Best Performance by an Actress in a Series, Limited Series or Motion Picture Made for Television
Best Actress ‑ Limited Series or Motion Picture Made for TV
PATRICIA ARQUETTE ‑ “ESCAPE AT DANNEMORA”
PATRICIA ARQUETTE: I love Ben Stiller. And to be an actor to work with Ben Stiller, you’re going to love working with Ben Stiller, I’m going to tell you something. OK. I’m sorry. I’m like that snot‑nosed girl in class still. I have my little piece of paper to read. I want to thank the Hollywood Foreign Press not only for this incredible honor, but also for championing filmmakers from all over the world, exposing us to their beautiful work, and to also championing our work across the world, because this is our medium; this is our art form. And no matter what language you speak, you need no translation for what we do. I want to thank my fellow nominees. All of your work is incredible, and I’m so inspired by you all the time. I want to thank Showtime, David Nevins, Gary Levine. All of our producers. Michael Tolkin and Brett Johnson for your incredible words. Ben Stiller, a dream come true for actors. I want to thank our DP, Jessica Lee Gagne. A woman DP. Bring it on. And our hair and makeup department, who were as much as part of my character as I contributed. Bernadette Mazur, Suzy Mazzarese‑Allison, Zach Genesis for putting in my dreaded contact lenses every day. Yoichi Art Sakamoto for my teeth. How many (bleeped). I was born with (bleeped). Thank you for that anyway. My dialect, Lee Dillon, Howard Samuelsohn for my dialect. Our incredible crew dragging equipment through the cold, in and out of many prisons. All the people who worked in the prisons who helped us and told us their experiences in there and the people who had been in prisons who told us about their experiences. I want to thank Benicio del Toro. Oh, my God, your choices are incredible. Paul Dano and Eric Lange. My family. I love you. Thank you all.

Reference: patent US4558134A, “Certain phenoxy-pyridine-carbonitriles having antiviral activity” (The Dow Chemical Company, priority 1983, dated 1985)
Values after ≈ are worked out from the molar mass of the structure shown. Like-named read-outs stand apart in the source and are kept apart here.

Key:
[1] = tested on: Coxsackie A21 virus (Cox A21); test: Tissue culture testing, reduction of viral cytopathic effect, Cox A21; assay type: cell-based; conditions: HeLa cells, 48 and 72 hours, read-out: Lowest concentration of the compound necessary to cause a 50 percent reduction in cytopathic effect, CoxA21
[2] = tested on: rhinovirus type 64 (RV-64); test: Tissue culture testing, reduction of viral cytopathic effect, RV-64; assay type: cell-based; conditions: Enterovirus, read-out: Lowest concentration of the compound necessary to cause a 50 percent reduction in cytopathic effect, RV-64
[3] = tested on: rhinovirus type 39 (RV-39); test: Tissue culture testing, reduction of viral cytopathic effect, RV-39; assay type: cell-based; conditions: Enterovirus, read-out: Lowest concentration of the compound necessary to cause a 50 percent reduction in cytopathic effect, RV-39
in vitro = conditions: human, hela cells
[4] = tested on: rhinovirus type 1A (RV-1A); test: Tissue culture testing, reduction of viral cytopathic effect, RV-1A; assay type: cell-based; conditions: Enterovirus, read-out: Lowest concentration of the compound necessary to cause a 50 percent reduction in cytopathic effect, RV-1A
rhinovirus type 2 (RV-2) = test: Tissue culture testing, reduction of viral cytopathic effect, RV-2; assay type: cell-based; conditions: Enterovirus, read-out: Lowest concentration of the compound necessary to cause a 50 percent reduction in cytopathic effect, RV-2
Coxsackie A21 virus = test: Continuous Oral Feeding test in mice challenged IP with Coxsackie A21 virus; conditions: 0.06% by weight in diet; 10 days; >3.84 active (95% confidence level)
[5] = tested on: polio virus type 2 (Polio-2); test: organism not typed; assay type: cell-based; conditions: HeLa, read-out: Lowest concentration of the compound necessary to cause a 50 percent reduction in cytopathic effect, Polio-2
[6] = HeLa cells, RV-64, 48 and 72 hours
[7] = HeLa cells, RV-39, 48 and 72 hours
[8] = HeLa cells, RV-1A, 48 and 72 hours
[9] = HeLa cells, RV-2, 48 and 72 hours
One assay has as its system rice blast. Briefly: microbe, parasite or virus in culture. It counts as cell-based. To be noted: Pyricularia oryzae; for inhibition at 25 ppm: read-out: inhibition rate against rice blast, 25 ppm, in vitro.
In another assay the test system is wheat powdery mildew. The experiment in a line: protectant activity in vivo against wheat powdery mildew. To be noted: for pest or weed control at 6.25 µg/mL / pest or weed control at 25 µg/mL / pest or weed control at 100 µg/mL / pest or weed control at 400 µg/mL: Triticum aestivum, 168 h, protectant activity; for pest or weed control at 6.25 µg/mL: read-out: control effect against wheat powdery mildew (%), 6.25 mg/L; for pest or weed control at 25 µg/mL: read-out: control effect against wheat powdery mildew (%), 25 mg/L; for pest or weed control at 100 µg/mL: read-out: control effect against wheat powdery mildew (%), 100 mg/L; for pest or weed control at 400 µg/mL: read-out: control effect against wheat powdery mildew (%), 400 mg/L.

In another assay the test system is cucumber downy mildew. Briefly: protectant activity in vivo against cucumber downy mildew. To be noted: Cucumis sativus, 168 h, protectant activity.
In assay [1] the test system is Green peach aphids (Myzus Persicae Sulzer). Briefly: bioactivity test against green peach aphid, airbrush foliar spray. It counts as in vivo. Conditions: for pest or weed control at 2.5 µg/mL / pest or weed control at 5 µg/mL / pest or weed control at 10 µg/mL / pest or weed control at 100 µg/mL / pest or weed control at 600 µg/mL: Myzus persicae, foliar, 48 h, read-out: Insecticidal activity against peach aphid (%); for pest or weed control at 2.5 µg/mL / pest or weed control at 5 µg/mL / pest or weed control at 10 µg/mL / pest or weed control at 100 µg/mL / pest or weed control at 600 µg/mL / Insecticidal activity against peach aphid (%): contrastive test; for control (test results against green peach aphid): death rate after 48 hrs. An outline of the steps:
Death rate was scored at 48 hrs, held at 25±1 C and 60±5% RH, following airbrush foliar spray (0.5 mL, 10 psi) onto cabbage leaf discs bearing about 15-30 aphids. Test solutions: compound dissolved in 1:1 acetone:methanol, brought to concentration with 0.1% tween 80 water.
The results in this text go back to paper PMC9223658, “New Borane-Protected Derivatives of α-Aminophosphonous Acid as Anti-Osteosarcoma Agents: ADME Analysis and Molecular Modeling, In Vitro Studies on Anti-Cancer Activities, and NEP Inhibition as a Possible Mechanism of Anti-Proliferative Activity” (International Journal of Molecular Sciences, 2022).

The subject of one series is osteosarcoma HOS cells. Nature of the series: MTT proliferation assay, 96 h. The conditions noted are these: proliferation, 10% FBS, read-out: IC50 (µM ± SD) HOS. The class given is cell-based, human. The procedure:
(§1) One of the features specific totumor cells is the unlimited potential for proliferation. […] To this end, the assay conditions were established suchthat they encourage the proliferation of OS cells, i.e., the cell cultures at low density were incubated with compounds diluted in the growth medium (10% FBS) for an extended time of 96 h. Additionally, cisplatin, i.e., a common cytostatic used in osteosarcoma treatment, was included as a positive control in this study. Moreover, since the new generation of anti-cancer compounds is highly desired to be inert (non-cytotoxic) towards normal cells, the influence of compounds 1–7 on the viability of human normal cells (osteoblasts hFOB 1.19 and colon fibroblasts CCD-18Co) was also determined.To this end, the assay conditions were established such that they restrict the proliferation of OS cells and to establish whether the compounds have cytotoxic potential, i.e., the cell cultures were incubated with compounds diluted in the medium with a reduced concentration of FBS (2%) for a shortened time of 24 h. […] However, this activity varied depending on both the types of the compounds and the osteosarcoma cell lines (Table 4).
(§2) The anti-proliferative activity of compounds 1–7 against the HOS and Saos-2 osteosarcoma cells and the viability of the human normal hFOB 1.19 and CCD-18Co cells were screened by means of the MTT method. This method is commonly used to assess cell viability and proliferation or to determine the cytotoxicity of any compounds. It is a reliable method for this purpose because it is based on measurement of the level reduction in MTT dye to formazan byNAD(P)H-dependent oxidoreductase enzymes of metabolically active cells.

Q. Congratulations, Patricia.
MS. ARQUETTE: Thank you. What an incredible honor.
Q. Who was your biggest inspiration for this role?
MS. ARQUETTE: For this role? I feel like I see a lot of Joyce in the world all over. And I think Joyce is a little bit of an invisible person in the world. I feel like she has low-grade depression, and I think a lot of Americans have had low-grade depression for a couple of years now.
But it was so exciting to work for Showtime on this because I never once heard this refrain that I’ve heard throughout my career, which is, but is she likable enough? But is that attractive enough? Yeah, that’s what she really looks like, but let’s make her look like this. Like, I felt so free.
Part of that came directly from Showtime, none of those kind of boundaries or none of that input, and a lot of it also came from Ben and from a Benicio and Paul and Eric Lange. My other co-stars were all very supportive.
Q. Great speech. Congratulations. But speaking of boundaries, there was an F bomb.
MS. ARQUETTE: I’m so sorry. I’m so sorry, I know. You can’t take it back, can you?
Q. No, it happens, right?
MS. ARQUETTE: Yeah. I didn’t plan that. It was an unplanned F bomb. Yes, thank you. I’m very sorry. I know this is a very elegant occasion.
Q. It gives us a story.
MS. ARQUETTE: Yeah, it does. And dental dramas are true, trust me.
Q. Congratulations. You shot in an actual prison. How did that help you form your role?
MS. ARQUETTE: It was really interesting. The woman who took over for my character, Tilly, Joyce, in the tailor shop, they brought us supplies in the tailor shop while the prisoners were in there walking around with shears and equipment. They said once we bring you in one way, we have to take you out, we can’t bring you back through because they could take you hostage or something.
And the woman who was charged to run the shop after Joyce took us to the backroom where they supposedly had this affair. And then a couple weeks later she got arrested for having an affair in that same backroom.